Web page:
Teacher resources and professional development across the curriculum
Teacher professional development and classroom resources across the curriculum
Whom do we see in the videotape?
We see several Harvard students and faculty who are enormously confused about what causes the seasons. We also see Heather, an articulate, intelligent high school student, who has a great many ideas about astronomy. Interviews with Heather both before and after her classroom lessons about astronomy reveal that she has learned much but is still confused about some key aspects of the subject.
What happens in the videotape?
While some of Heather's ideas after instruction are solid, others seem wildly "off base" from a scientist's point of view. Some of her ideas stubbornly resist change, either in the classroom or during on-camera challenges.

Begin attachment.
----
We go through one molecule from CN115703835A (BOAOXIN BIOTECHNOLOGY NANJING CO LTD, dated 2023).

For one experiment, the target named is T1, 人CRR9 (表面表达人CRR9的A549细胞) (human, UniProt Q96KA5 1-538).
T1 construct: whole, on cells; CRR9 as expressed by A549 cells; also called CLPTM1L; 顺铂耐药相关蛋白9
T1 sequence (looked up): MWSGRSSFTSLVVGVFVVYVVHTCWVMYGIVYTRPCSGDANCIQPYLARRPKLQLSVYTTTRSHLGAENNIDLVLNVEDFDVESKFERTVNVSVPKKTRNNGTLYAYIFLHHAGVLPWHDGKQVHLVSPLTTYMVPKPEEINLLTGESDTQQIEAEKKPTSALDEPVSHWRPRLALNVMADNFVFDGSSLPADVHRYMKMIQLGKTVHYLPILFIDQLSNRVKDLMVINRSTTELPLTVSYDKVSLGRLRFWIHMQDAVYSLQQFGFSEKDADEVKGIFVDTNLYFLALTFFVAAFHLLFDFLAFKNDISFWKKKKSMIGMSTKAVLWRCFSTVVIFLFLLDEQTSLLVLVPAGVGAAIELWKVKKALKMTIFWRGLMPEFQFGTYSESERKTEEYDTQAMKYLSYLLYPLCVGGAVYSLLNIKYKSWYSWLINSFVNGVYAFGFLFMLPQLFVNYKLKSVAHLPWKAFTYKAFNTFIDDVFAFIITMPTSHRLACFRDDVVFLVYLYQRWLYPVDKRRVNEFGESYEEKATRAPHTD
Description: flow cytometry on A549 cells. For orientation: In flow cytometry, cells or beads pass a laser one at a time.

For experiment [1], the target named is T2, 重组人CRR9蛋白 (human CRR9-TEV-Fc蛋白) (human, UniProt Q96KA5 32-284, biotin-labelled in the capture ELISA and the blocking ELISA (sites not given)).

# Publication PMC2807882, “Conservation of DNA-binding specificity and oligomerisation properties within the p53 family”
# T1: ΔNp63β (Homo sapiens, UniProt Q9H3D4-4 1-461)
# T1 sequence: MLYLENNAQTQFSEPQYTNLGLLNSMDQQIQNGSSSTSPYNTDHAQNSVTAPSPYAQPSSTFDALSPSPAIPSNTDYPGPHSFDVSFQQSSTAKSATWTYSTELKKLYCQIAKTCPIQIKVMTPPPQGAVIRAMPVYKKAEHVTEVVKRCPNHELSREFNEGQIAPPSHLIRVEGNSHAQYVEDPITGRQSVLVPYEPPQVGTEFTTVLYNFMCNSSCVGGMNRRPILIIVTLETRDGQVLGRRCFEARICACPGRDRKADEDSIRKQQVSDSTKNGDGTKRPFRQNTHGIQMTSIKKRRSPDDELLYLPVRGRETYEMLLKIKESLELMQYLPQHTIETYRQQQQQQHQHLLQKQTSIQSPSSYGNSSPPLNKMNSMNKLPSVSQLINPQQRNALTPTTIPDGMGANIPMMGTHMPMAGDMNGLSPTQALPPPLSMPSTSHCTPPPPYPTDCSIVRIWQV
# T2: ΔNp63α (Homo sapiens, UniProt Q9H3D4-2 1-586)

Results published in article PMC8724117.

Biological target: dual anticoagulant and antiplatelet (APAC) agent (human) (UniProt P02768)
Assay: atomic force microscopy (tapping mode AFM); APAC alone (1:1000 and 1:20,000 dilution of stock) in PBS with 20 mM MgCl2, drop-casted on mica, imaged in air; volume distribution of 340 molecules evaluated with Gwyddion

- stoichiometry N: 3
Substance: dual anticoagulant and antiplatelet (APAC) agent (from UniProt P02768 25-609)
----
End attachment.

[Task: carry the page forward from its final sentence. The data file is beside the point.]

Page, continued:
What problem does this session address?
Many of us think that the cause of the seasons has something to do with our distance from the sun, even though this "wrong idea" was never taught to us. Why is it we seem to learn some things that teachers don't teach us?
What teaching strategy does this session offer?
Many techniques for eliciting student ideas have been tested in the classroom. Interviews with students, poster presentations;, prediction questions, group discussions, and journal keeping are some of the most common approaches. This session will address interviewing techniques and journal keeping.